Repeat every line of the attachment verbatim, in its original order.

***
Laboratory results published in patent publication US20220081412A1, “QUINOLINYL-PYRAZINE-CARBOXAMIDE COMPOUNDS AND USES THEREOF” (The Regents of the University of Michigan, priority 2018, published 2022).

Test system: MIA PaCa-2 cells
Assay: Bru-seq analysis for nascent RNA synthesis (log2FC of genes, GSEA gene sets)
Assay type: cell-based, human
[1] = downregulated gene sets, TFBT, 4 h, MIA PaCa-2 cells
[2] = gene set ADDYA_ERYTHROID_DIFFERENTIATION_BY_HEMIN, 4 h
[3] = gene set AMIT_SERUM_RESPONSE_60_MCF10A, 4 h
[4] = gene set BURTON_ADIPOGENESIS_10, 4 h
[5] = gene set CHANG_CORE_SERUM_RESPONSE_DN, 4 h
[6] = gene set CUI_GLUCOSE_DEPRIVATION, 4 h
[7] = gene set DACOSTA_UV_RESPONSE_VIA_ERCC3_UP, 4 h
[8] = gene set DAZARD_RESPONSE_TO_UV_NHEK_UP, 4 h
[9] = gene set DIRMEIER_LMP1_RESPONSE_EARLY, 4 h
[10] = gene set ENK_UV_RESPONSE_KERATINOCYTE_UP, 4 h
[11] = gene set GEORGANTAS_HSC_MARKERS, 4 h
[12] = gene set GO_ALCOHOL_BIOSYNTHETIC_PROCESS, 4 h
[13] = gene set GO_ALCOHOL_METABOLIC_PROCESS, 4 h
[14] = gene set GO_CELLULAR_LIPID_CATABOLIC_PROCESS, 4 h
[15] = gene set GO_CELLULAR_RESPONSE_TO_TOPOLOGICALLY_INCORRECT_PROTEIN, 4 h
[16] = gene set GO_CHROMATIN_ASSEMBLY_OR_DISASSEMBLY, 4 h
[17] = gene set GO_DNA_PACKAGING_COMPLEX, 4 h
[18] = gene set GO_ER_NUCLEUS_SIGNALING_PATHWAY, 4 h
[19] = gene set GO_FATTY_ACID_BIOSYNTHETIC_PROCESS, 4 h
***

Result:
Laboratory results published in patent publication US20220081412A1, “QUINOLINYL-PYRAZINE-CARBOXAMIDE COMPOUNDS AND USES THEREOF” (The Regents of the University of Michigan, priority 2018, published 2022).

Test system: MIA PaCa-2 cells
Assay: Bru-seq analysis for nascent RNA synthesis (log2FC of genes, GSEA gene sets)
Assay type: cell-based, human
[1] = downregulated gene sets, TFBT, 4 h, MIA PaCa-2 cells
[2] = gene set ADDYA_ERYTHROID_DIFFERENTIATION_BY_HEMIN, 4 h
[3] = gene set AMIT_SERUM_RESPONSE_60_MCF10A, 4 h
[4] = gene set BURTON_ADIPOGENESIS_10, 4 h
[5] = gene set CHANG_CORE_SERUM_RESPONSE_DN, 4 h
[6] = gene set CUI_GLUCOSE_DEPRIVATION, 4 h
[7] = gene set DACOSTA_UV_RESPONSE_VIA_ERCC3_UP, 4 h
[8] = gene set DAZARD_RESPONSE_TO_UV_NHEK_UP, 4 h
[9] = gene set DIRMEIER_LMP1_RESPONSE_EARLY, 4 h
[10] = gene set ENK_UV_RESPONSE_KERATINOCYTE_UP, 4 h
[11] = gene set GEORGANTAS_HSC_MARKERS, 4 h
[12] = gene set GO_ALCOHOL_BIOSYNTHETIC_PROCESS, 4 h
[13] = gene set GO_ALCOHOL_METABOLIC_PROCESS, 4 h
[14] = gene set GO_CELLULAR_LIPID_CATABOLIC_PROCESS, 4 h
[15] = gene set GO_CELLULAR_RESPONSE_TO_TOPOLOGICALLY_INCORRECT_PROTEIN, 4 h
[16] = gene set GO_CHROMATIN_ASSEMBLY_OR_DISASSEMBLY, 4 h
[17] = gene set GO_DNA_PACKAGING_COMPLEX, 4 h
[18] = gene set GO_ER_NUCLEUS_SIGNALING_PATHWAY, 4 h
[19] = gene set GO_FATTY_ACID_BIOSYNTHETIC_PROCESS, 4 h